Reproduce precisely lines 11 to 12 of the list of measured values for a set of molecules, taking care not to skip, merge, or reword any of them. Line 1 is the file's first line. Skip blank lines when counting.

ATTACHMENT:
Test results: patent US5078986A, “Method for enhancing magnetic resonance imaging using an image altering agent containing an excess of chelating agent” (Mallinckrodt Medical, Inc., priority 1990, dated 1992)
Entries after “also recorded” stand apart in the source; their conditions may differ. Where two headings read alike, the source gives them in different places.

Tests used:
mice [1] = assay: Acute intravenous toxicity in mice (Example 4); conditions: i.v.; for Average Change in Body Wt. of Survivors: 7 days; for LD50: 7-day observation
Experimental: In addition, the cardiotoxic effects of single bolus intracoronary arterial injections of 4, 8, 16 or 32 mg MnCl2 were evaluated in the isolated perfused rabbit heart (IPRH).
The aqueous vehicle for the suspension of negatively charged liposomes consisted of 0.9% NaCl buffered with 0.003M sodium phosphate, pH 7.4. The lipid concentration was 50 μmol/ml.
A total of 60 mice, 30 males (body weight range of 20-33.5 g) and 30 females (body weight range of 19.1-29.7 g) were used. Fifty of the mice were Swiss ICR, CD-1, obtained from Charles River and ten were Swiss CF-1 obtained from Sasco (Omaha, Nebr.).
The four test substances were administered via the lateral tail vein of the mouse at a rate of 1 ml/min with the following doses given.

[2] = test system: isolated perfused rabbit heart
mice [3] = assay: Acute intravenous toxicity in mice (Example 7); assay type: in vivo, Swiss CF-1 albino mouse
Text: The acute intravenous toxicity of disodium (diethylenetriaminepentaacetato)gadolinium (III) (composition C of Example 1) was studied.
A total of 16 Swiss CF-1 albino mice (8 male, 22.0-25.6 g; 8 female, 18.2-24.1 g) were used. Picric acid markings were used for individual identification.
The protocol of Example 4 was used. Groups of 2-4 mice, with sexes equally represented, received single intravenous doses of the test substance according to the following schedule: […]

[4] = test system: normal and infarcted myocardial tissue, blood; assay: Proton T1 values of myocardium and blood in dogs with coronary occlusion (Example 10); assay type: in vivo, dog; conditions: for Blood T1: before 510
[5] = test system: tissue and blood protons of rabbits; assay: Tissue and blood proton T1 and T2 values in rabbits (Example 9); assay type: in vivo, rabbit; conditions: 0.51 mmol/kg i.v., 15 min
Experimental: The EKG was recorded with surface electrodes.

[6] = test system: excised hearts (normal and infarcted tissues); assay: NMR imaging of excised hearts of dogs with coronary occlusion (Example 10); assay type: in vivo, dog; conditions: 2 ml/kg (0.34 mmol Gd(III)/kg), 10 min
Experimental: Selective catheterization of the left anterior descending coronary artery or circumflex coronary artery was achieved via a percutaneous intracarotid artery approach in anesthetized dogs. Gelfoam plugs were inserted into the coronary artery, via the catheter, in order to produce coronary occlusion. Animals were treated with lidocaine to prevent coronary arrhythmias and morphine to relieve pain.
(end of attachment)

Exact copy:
Text: The acute intravenous toxicity of disodium (diethylenetriaminepentaacetato)gadolinium (III) (composition C of Example 1) was studied.
A total of 16 Swiss CF-1 albino mice (8 male, 22.0-25.6 g; 8 female, 18.2-24.1 g) were used. Picric acid markings were used for individual identification.